For this to be a viable reality, technology will need to be affordable and readily available outside densely populated urban areas, she believes.
While there are obvious challenges faced by increased automation, Anne insists that losing the human element of customer service doesn’t have to be one of them.
“At Starling we focus on getting the right people on board who not only have technical skills such as coding and developing, but who are creative and are good at generating new ideas. Whilst machines can make things more efficient, people who can build strong relationships, collaborate and who work as a team to share knowledge will always be key. These are the skills that machines will never be able to fully replicate,” she said.
When it comes to the topic of salary, Anne believes that increased tech can actually present greater financial opportunity for employees.
“What we are seeing at the moment is a real war for talent in the tech sector in London. There is a very high demand for skills which are currently fairly limited. These candidates are therefore able to command significant salaries, as the big technology companies, fintech firms and even the automotive industry fight for their skills,” she added.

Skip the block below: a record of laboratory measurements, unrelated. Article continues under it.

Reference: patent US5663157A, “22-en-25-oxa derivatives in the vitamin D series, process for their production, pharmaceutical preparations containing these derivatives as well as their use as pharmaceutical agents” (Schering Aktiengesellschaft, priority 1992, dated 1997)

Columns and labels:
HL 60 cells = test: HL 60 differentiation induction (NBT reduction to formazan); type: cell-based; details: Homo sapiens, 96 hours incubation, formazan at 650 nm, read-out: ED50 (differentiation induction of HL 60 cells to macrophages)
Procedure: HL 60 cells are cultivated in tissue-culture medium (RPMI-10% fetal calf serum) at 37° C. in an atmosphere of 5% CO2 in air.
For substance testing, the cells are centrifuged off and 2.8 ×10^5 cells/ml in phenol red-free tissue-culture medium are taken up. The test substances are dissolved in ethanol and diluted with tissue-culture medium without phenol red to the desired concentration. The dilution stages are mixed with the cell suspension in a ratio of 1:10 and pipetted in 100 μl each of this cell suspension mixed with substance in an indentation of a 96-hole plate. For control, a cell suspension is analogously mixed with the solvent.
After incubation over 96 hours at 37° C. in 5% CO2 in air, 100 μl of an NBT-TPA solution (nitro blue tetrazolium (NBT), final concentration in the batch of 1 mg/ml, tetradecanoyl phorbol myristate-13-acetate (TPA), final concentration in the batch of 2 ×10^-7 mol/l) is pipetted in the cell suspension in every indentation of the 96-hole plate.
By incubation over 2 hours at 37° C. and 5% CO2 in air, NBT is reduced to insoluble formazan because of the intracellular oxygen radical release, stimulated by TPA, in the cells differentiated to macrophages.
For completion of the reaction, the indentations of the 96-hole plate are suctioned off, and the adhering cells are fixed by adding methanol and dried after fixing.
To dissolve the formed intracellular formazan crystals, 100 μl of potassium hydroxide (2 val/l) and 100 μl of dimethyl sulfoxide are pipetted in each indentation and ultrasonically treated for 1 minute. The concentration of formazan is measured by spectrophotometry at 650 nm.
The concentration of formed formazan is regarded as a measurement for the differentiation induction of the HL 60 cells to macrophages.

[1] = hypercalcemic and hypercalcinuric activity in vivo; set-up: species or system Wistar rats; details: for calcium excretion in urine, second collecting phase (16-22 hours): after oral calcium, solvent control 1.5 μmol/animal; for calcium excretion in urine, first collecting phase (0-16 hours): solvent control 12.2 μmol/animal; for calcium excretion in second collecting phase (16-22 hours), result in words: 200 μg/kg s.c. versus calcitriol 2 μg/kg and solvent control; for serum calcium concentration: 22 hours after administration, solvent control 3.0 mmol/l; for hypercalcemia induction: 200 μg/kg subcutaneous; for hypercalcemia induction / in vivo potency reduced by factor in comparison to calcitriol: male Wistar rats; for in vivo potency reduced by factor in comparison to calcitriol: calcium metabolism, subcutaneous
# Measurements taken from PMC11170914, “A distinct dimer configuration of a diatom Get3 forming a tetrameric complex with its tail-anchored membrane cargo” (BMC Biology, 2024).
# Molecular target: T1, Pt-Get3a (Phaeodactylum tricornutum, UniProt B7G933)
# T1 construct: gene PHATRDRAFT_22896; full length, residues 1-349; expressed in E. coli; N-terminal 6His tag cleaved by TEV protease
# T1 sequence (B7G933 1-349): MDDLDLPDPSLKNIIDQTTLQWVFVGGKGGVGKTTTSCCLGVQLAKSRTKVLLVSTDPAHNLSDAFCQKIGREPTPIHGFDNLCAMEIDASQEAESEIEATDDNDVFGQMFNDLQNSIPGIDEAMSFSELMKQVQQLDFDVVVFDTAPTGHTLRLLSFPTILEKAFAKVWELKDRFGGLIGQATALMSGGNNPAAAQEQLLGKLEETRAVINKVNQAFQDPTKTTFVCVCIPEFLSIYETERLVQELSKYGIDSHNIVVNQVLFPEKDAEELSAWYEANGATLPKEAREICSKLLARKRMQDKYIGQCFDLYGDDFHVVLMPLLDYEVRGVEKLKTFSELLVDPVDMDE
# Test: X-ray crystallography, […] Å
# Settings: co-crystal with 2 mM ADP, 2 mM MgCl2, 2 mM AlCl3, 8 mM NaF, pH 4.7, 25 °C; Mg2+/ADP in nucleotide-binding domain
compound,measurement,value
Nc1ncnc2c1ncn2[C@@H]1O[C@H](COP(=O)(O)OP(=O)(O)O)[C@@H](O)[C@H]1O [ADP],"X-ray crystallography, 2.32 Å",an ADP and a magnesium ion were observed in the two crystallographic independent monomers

And how does Anne see the role of compliance evolving as technology advances?
“Regulators will need to keep pace with the speed of change that technology brings – for example, the Anti Money Laundering (AML) regulations will need to keep pace with developments like cryptocurrency,” Anne said. “Regulators are playing their part with projects such as the FCA’s ‘Project Innovate’ and the regulatory ‘sandbox’ which allows firms to test new technologies,” she continued.